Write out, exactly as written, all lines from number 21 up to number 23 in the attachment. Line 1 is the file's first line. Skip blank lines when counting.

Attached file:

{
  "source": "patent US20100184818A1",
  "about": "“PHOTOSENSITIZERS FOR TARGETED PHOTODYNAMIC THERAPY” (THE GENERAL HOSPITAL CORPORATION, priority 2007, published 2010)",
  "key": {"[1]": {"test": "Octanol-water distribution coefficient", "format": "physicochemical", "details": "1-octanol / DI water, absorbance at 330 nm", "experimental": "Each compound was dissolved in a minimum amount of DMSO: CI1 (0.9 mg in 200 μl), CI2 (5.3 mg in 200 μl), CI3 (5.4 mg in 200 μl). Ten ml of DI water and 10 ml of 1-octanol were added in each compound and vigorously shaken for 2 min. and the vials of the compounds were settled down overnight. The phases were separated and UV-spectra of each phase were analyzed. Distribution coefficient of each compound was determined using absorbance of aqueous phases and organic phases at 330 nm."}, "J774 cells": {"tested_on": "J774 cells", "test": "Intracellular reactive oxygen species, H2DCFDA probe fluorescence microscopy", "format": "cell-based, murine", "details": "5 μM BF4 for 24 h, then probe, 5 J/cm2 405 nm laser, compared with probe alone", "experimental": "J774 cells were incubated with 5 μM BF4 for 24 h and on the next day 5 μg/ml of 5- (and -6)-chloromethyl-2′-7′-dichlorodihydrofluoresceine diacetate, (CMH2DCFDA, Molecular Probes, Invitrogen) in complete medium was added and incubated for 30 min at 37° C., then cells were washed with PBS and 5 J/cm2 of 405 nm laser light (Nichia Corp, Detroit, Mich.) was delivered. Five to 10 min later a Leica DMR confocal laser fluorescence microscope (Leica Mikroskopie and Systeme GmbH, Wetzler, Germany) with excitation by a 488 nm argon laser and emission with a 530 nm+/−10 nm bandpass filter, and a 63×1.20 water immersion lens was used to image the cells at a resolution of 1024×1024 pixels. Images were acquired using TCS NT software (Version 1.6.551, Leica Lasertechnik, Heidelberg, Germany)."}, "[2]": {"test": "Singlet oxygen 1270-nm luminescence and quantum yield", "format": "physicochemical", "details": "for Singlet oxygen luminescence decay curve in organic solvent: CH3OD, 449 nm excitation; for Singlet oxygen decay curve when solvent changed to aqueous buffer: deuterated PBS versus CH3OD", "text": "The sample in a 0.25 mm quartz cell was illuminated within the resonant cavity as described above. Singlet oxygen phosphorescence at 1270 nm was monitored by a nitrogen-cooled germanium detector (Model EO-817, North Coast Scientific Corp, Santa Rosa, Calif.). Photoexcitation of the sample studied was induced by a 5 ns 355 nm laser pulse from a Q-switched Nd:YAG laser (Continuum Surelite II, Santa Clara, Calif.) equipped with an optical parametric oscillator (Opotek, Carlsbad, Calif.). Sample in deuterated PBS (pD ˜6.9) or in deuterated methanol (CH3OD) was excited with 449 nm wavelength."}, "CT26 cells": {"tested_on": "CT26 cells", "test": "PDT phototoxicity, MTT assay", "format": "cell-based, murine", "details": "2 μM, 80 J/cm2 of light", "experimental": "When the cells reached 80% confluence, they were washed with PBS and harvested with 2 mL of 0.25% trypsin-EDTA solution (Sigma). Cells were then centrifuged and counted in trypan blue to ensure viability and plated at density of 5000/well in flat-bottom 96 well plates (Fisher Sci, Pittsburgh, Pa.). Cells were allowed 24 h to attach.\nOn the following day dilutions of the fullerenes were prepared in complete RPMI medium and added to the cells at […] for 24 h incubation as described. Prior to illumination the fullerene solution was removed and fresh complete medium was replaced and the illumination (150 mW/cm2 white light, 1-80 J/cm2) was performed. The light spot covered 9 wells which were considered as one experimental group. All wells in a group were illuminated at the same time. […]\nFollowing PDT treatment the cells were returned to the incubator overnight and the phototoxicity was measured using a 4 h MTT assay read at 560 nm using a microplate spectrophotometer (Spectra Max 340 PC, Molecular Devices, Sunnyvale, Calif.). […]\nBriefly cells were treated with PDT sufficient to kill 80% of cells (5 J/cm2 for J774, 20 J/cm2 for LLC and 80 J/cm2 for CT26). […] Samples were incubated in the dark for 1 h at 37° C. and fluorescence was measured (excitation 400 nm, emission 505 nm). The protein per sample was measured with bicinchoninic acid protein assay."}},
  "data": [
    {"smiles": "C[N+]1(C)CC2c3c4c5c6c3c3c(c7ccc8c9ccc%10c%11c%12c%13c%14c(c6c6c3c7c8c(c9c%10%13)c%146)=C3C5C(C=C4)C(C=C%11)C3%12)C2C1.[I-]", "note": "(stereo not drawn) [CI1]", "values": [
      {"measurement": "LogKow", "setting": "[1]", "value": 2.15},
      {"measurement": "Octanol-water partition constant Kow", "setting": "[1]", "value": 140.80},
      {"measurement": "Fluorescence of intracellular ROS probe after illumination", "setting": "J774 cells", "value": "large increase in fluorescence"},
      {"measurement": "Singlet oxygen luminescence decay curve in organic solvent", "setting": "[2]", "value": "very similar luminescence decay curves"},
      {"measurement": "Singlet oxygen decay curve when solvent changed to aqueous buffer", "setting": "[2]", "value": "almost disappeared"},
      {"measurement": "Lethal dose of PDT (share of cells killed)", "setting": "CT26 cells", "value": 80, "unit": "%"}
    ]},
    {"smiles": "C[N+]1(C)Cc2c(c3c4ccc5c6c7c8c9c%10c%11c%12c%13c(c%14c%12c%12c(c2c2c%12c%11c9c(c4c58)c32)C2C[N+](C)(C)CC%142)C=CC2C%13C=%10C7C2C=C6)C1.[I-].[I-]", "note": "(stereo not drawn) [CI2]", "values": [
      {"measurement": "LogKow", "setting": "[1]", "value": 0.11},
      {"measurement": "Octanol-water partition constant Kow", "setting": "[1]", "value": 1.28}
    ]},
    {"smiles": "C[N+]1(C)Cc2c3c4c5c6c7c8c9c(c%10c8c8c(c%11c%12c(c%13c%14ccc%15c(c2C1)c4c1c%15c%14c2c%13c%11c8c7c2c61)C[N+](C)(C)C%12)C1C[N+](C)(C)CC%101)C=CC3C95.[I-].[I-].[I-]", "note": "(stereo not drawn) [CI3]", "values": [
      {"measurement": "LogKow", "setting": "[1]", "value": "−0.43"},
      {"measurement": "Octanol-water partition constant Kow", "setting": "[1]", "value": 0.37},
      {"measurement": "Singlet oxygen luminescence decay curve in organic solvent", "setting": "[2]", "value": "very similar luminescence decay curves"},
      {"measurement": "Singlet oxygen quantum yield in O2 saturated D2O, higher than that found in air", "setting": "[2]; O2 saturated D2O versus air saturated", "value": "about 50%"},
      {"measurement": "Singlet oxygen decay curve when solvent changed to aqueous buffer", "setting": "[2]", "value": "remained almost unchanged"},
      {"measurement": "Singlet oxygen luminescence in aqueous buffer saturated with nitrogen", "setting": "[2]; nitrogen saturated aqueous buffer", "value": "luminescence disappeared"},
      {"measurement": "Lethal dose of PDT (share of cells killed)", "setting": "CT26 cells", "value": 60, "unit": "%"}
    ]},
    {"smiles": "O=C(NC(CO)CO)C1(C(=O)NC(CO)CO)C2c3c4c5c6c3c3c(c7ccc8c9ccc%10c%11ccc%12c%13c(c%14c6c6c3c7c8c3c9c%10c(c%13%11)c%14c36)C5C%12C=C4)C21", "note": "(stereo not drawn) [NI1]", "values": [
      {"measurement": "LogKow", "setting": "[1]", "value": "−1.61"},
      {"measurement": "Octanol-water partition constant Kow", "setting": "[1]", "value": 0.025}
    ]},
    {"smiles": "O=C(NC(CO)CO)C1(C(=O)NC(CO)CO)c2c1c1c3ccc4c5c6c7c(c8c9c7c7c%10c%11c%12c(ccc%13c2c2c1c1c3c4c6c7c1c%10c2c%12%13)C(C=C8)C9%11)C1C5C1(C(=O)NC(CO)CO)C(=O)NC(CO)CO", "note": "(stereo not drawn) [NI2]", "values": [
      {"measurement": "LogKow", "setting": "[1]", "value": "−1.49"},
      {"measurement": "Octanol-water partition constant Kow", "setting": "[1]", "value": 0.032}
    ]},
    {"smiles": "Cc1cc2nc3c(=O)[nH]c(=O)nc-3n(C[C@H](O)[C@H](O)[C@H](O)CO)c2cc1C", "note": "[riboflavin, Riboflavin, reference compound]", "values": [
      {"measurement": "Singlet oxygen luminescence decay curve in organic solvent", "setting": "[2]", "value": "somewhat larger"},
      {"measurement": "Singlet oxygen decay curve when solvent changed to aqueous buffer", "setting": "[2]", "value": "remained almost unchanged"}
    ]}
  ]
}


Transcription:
      {"measurement": "Singlet oxygen luminescence decay curve in organic solvent", "setting": "[2]", "value": "very similar luminescence decay curves"},
      {"measurement": "Singlet oxygen quantum yield in O2 saturated D2O, higher than that found in air", "setting": "[2]; O2 saturated D2O versus air saturated", "value": "about 50%"},
      {"measurement": "Singlet oxygen decay curve when solvent changed to aqueous buffer", "setting": "[2]", "value": "remained almost unchanged"},